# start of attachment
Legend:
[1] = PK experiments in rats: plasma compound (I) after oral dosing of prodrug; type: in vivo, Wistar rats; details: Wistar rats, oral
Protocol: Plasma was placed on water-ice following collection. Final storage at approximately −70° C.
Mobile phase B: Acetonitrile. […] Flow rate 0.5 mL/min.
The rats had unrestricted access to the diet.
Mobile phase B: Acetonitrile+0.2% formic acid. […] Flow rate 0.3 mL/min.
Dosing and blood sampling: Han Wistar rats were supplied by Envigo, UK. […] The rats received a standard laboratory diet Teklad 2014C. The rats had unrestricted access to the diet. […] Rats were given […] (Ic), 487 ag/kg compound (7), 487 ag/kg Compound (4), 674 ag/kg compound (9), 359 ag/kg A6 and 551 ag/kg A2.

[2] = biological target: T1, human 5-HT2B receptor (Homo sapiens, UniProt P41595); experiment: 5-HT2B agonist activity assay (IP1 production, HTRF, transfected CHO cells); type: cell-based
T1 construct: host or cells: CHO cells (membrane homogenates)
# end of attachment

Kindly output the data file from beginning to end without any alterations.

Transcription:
Legend:
[1] = PK experiments in rats: plasma compound (I) after oral dosing of prodrug; type: in vivo, Wistar rats; details: Wistar rats, oral
Protocol: Plasma was placed on water-ice following collection. Final storage at approximately −70° C.
Mobile phase B: Acetonitrile. […] Flow rate 0.5 mL/min.
The rats had unrestricted access to the diet.
Mobile phase B: Acetonitrile+0.2% formic acid. […] Flow rate 0.3 mL/min.
Dosing and blood sampling: Han Wistar rats were supplied by Envigo, UK. […] The rats received a standard laboratory diet Teklad 2014C. The rats had unrestricted access to the diet. […] Rats were given […] (Ic), 487 ag/kg compound (7), 487 ag/kg Compound (4), 674 ag/kg compound (9), 359 ag/kg A6 and 551 ag/kg A2.

[2] = biological target: T1, human 5-HT2B receptor (Homo sapiens, UniProt P41595); experiment: 5-HT2B agonist activity assay (IP1 production, HTRF, transfected CHO cells); type: cell-based
T1 construct: host or cells: CHO cells (membrane homogenates)